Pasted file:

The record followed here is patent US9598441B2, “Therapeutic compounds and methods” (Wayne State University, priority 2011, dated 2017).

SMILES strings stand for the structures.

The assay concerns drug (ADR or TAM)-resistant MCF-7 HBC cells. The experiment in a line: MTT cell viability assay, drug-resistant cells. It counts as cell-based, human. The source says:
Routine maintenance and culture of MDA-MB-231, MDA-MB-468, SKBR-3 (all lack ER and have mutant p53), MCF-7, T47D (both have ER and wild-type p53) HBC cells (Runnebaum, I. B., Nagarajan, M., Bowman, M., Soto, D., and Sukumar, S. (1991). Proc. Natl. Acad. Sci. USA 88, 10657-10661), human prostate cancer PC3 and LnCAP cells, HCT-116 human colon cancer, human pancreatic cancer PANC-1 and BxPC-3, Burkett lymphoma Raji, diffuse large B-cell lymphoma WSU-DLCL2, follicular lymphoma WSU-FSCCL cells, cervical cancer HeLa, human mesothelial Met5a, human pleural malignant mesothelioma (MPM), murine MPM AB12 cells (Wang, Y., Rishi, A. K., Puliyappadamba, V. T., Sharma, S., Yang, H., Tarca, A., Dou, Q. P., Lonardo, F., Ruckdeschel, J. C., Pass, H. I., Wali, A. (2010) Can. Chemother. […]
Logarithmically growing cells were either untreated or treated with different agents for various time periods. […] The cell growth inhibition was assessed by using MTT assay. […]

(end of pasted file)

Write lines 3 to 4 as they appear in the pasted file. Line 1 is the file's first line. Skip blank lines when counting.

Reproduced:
The assay concerns drug (ADR or TAM)-resistant MCF-7 HBC cells. The experiment in a line: MTT cell viability assay, drug-resistant cells. It counts as cell-based, human. The source says:
Routine maintenance and culture of MDA-MB-231, MDA-MB-468, SKBR-3 (all lack ER and have mutant p53), MCF-7, T47D (both have ER and wild-type p53) HBC cells (Runnebaum, I. B., Nagarajan, M., Bowman, M., Soto, D., and Sukumar, S. (1991). Proc. Natl. Acad. Sci. USA 88, 10657-10661), human prostate cancer PC3 and LnCAP cells, HCT-116 human colon cancer, human pancreatic cancer PANC-1 and BxPC-3, Burkett lymphoma Raji, diffuse large B-cell lymphoma WSU-DLCL2, follicular lymphoma WSU-FSCCL cells, cervical cancer HeLa, human mesothelial Met5a, human pleural malignant mesothelioma (MPM), murine MPM AB12 cells (Wang, Y., Rishi, A. K., Puliyappadamba, V. T., Sharma, S., Yang, H., Tarca, A., Dou, Q. P., Lonardo, F., Ruckdeschel, J. C., Pass, H. I., Wali, A. (2010) Can. Chemother. […]